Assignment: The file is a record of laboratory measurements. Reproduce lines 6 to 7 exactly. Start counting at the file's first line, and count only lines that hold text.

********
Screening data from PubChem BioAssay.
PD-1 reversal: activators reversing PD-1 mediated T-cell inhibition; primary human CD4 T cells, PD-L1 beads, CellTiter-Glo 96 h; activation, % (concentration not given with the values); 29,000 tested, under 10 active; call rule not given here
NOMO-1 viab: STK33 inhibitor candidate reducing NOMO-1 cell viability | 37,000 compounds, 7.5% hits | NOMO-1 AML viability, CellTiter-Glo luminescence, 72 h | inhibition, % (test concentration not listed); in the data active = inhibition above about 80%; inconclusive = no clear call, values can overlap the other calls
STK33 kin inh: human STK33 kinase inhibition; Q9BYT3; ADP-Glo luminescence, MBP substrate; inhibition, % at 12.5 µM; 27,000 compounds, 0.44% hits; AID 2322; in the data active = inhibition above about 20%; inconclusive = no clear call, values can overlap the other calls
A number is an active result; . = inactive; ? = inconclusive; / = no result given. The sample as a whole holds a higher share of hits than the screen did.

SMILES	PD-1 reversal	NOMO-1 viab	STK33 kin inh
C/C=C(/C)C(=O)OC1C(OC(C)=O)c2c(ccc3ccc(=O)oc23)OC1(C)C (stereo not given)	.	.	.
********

SMILES	PD-1 reversal	NOMO-1 viab	STK33 kin inh
C/C=C(/C)C(=O)OC1C(OC(C)=O)c2c(ccc3ccc(=O)oc23)OC1(C)C (stereo not given)	.	.	.